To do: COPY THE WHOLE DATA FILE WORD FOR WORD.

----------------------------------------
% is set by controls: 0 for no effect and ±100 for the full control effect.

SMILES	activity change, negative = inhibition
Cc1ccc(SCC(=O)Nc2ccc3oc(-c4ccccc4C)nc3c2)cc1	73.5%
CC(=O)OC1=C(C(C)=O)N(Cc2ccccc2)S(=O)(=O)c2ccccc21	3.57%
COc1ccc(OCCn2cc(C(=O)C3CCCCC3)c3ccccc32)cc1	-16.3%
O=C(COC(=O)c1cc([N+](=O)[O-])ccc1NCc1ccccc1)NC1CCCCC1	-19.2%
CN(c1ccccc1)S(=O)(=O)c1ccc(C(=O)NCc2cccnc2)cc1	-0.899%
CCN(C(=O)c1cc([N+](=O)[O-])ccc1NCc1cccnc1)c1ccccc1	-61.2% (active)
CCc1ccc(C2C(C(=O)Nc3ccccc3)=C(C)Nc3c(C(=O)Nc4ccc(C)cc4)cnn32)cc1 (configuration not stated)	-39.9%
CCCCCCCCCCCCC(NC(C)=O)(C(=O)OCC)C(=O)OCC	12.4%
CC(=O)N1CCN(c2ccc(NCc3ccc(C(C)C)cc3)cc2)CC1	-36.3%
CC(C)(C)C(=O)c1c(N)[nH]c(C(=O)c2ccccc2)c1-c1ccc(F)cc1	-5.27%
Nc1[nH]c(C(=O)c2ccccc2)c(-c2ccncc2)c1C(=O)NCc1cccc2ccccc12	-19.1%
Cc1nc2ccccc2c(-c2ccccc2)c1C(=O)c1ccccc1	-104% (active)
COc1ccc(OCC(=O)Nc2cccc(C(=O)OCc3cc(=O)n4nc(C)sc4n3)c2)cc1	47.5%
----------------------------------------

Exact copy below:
% is set by controls: 0 for no effect and ±100 for the full control effect.

SMILES	activity change, negative = inhibition
Cc1ccc(SCC(=O)Nc2ccc3oc(-c4ccccc4C)nc3c2)cc1	73.5%
CC(=O)OC1=C(C(C)=O)N(Cc2ccccc2)S(=O)(=O)c2ccccc21	3.57%
COc1ccc(OCCn2cc(C(=O)C3CCCCC3)c3ccccc32)cc1	-16.3%
O=C(COC(=O)c1cc([N+](=O)[O-])ccc1NCc1ccccc1)NC1CCCCC1	-19.2%
CN(c1ccccc1)S(=O)(=O)c1ccc(C(=O)NCc2cccnc2)cc1	-0.899%
CCN(C(=O)c1cc([N+](=O)[O-])ccc1NCc1cccnc1)c1ccccc1	-61.2% (active)
CCc1ccc(C2C(C(=O)Nc3ccccc3)=C(C)Nc3c(C(=O)Nc4ccc(C)cc4)cnn32)cc1 (configuration not stated)	-39.9%
CCCCCCCCCCCCC(NC(C)=O)(C(=O)OCC)C(=O)OCC	12.4%
CC(=O)N1CCN(c2ccc(NCc3ccc(C(C)C)cc3)cc2)CC1	-36.3%
CC(C)(C)C(=O)c1c(N)[nH]c(C(=O)c2ccccc2)c1-c1ccc(F)cc1	-5.27%
Nc1[nH]c(C(=O)c2ccccc2)c(-c2ccncc2)c1C(=O)NCc1cccc2ccccc12	-19.1%
Cc1nc2ccccc2c(-c2ccccc2)c1C(=O)c1ccccc1	-104% (active)
COc1ccc(OCC(=O)Nc2cccc(C(=O)OCc3cc(=O)n4nc(C)sc4n3)c2)cc1	47.5%